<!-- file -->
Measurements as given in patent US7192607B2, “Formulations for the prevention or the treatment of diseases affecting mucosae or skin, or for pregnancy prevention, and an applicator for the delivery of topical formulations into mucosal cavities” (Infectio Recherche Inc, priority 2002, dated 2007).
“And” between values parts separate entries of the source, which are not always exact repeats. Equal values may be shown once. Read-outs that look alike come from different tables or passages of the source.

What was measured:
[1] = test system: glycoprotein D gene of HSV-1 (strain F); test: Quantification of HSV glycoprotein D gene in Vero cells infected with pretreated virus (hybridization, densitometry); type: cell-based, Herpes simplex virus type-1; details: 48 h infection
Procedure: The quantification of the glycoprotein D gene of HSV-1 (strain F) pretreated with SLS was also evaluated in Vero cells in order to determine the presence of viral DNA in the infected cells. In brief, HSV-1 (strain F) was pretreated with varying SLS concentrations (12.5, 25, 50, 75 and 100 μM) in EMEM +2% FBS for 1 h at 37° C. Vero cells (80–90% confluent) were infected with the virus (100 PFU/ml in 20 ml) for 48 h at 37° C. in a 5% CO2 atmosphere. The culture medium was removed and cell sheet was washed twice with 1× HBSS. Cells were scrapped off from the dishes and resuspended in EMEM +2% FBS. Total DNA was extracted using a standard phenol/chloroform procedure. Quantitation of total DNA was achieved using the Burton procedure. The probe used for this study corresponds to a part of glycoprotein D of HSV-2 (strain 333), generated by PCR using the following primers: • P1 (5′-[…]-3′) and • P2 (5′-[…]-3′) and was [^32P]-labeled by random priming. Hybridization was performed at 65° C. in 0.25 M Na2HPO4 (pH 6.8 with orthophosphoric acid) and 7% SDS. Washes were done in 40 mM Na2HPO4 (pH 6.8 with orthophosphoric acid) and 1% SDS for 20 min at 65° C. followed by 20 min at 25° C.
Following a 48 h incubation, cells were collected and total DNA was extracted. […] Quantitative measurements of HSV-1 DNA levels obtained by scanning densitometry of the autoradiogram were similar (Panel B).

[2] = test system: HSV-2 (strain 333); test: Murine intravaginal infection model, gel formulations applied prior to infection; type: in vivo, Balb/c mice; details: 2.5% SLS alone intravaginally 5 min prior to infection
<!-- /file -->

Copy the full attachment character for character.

Measurements as given in patent US7192607B2, “Formulations for the prevention or the treatment of diseases affecting mucosae or skin, or for pregnancy prevention, and an applicator for the delivery of topical formulations into mucosal cavities” (Infectio Recherche Inc, priority 2002, dated 2007).
“And” between values parts separate entries of the source, which are not always exact repeats. Equal values may be shown once. Read-outs that look alike come from different tables or passages of the source.

What was measured:
[1] = test system: glycoprotein D gene of HSV-1 (strain F); test: Quantification of HSV glycoprotein D gene in Vero cells infected with pretreated virus (hybridization, densitometry); type: cell-based, Herpes simplex virus type-1; details: 48 h infection
Procedure: The quantification of the glycoprotein D gene of HSV-1 (strain F) pretreated with SLS was also evaluated in Vero cells in order to determine the presence of viral DNA in the infected cells. In brief, HSV-1 (strain F) was pretreated with varying SLS concentrations (12.5, 25, 50, 75 and 100 μM) in EMEM +2% FBS for 1 h at 37° C. Vero cells (80–90% confluent) were infected with the virus (100 PFU/ml in 20 ml) for 48 h at 37° C. in a 5% CO2 atmosphere. The culture medium was removed and cell sheet was washed twice with 1× HBSS. Cells were scrapped off from the dishes and resuspended in EMEM +2% FBS. Total DNA was extracted using a standard phenol/chloroform procedure. Quantitation of total DNA was achieved using the Burton procedure. The probe used for this study corresponds to a part of glycoprotein D of HSV-2 (strain 333), generated by PCR using the following primers: • P1 (5′-[…]-3′) and • P2 (5′-[…]-3′) and was [^32P]-labeled by random priming. Hybridization was performed at 65° C. in 0.25 M Na2HPO4 (pH 6.8 with orthophosphoric acid) and 7% SDS. Washes were done in 40 mM Na2HPO4 (pH 6.8 with orthophosphoric acid) and 1% SDS for 20 min at 65° C. followed by 20 min at 25° C.
Following a 48 h incubation, cells were collected and total DNA was extracted. […] Quantitative measurements of HSV-1 DNA levels obtained by scanning densitometry of the autoradiogram were similar (Panel B).

[2] = test system: HSV-2 (strain 333); test: Murine intravaginal infection model, gel formulations applied prior to infection; type: in vivo, Balb/c mice; details: 2.5% SLS alone intravaginally 5 min prior to infection